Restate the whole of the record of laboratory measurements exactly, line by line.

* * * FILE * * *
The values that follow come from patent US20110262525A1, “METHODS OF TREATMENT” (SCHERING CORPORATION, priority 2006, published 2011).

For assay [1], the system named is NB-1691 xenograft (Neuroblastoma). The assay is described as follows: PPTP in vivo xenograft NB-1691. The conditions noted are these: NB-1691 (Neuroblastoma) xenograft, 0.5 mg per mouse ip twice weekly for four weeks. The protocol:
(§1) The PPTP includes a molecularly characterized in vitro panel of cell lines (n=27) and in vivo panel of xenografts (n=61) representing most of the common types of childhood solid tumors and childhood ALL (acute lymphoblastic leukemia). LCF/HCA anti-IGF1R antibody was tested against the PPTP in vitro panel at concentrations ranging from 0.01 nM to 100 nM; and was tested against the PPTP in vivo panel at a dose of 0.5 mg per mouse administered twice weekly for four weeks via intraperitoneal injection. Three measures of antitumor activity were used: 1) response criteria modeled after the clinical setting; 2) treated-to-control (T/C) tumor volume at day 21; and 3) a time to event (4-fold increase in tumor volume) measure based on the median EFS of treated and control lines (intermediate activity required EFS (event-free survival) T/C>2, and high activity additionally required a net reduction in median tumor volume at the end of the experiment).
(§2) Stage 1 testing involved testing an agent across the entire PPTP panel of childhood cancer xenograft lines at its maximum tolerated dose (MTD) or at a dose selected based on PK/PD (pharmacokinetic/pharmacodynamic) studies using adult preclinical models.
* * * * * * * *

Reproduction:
The values that follow come from patent US20110262525A1, “METHODS OF TREATMENT” (SCHERING CORPORATION, priority 2006, published 2011).

For assay [1], the system named is NB-1691 xenograft (Neuroblastoma). The assay is described as follows: PPTP in vivo xenograft NB-1691. The conditions noted are these: NB-1691 (Neuroblastoma) xenograft, 0.5 mg per mouse ip twice weekly for four weeks. The protocol:
(§1) The PPTP includes a molecularly characterized in vitro panel of cell lines (n=27) and in vivo panel of xenografts (n=61) representing most of the common types of childhood solid tumors and childhood ALL (acute lymphoblastic leukemia). LCF/HCA anti-IGF1R antibody was tested against the PPTP in vitro panel at concentrations ranging from 0.01 nM to 100 nM; and was tested against the PPTP in vivo panel at a dose of 0.5 mg per mouse administered twice weekly for four weeks via intraperitoneal injection. Three measures of antitumor activity were used: 1) response criteria modeled after the clinical setting; 2) treated-to-control (T/C) tumor volume at day 21; and 3) a time to event (4-fold increase in tumor volume) measure based on the median EFS of treated and control lines (intermediate activity required EFS (event-free survival) T/C>2, and high activity additionally required a net reduction in median tumor volume at the end of the experiment).
(§2) Stage 1 testing involved testing an agent across the entire PPTP panel of childhood cancer xenograft lines at its maximum tolerated dose (MTD) or at a dose selected based on PK/PD (pharmacokinetic/pharmacodynamic) studies using adult preclinical models.